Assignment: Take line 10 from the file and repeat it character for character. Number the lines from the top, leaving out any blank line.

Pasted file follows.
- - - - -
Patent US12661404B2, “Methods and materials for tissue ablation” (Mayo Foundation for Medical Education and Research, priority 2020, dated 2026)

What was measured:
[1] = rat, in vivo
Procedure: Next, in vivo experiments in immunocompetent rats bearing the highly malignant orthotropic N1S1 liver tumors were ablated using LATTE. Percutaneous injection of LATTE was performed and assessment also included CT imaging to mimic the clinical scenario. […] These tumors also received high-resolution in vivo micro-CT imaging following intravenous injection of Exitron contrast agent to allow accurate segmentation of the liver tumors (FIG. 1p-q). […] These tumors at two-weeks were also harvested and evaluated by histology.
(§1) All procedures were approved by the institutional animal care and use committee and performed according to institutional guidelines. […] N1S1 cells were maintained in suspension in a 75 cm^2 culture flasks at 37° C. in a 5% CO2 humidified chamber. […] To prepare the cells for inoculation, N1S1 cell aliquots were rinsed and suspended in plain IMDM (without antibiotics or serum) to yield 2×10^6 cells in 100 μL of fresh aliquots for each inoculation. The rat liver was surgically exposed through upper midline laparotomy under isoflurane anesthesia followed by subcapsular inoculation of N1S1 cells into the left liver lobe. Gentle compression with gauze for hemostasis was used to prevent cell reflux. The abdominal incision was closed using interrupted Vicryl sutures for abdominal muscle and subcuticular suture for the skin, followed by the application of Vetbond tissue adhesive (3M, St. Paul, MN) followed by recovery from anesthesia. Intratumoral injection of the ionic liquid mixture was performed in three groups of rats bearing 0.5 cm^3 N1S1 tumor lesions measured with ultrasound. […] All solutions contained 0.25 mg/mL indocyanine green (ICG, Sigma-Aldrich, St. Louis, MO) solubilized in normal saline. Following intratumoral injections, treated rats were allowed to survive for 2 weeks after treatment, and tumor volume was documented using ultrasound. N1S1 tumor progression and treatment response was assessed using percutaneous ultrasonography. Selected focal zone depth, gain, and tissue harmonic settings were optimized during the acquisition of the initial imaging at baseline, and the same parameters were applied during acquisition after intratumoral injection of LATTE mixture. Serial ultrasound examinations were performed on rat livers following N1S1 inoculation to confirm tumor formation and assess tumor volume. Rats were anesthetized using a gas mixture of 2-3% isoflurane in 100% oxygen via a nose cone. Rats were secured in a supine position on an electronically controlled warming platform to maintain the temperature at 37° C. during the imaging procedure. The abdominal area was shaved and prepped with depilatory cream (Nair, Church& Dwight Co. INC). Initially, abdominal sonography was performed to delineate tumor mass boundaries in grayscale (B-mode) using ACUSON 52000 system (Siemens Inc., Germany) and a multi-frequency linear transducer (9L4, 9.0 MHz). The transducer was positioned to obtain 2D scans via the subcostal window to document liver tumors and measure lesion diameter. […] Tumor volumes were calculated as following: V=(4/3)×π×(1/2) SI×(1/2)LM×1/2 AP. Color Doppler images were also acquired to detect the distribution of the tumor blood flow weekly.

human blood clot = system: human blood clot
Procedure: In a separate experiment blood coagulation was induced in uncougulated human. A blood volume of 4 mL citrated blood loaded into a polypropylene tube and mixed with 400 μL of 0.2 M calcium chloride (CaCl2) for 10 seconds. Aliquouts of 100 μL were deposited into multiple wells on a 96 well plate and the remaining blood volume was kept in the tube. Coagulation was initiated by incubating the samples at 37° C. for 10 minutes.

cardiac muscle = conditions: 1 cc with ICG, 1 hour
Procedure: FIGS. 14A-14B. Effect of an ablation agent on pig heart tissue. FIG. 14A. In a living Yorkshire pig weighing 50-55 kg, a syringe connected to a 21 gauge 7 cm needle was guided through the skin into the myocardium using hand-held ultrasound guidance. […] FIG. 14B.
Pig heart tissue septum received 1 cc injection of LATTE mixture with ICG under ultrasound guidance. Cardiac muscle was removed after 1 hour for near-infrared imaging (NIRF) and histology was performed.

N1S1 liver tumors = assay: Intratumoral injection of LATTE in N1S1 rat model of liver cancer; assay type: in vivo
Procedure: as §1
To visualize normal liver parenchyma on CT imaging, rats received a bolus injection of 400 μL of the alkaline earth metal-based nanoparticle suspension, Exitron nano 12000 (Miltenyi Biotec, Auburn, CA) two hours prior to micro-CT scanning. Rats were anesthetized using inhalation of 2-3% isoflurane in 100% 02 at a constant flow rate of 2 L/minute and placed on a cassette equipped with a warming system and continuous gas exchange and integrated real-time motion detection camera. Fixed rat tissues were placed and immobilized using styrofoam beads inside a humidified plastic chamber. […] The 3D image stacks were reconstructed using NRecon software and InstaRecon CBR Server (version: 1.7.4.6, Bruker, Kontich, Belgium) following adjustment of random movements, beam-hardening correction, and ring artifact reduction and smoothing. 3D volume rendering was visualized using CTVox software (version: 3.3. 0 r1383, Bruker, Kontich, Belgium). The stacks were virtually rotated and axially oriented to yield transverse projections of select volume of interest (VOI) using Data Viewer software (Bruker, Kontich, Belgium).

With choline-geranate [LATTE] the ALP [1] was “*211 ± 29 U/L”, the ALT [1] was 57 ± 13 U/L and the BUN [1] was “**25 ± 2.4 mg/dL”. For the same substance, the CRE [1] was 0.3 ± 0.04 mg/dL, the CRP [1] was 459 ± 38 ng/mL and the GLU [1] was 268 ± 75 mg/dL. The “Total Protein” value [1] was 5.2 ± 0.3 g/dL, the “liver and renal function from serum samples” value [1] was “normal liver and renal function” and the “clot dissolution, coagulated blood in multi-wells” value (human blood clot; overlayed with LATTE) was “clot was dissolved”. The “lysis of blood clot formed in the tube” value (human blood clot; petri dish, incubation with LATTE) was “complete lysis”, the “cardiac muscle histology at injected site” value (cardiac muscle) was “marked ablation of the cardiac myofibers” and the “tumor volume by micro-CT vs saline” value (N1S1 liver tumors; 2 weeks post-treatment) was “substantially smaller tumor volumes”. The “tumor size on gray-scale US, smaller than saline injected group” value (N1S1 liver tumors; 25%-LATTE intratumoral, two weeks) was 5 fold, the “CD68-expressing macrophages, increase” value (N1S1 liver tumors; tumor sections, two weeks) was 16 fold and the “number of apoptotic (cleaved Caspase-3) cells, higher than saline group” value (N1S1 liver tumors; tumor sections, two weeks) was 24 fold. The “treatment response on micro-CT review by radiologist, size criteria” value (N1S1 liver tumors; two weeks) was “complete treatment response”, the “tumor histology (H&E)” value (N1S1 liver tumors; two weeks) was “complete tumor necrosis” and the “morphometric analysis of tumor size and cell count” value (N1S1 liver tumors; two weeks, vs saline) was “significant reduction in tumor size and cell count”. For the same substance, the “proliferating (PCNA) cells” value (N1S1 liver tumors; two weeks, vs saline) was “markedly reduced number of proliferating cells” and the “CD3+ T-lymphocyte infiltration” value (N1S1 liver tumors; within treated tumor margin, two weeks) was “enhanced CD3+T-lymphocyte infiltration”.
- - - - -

Pig heart tissue septum received 1 cc injection of LATTE mixture with ICG under ultrasound guidance. Cardiac muscle was removed after 1 hour for near-infrared imaging (NIRF) and histology was performed.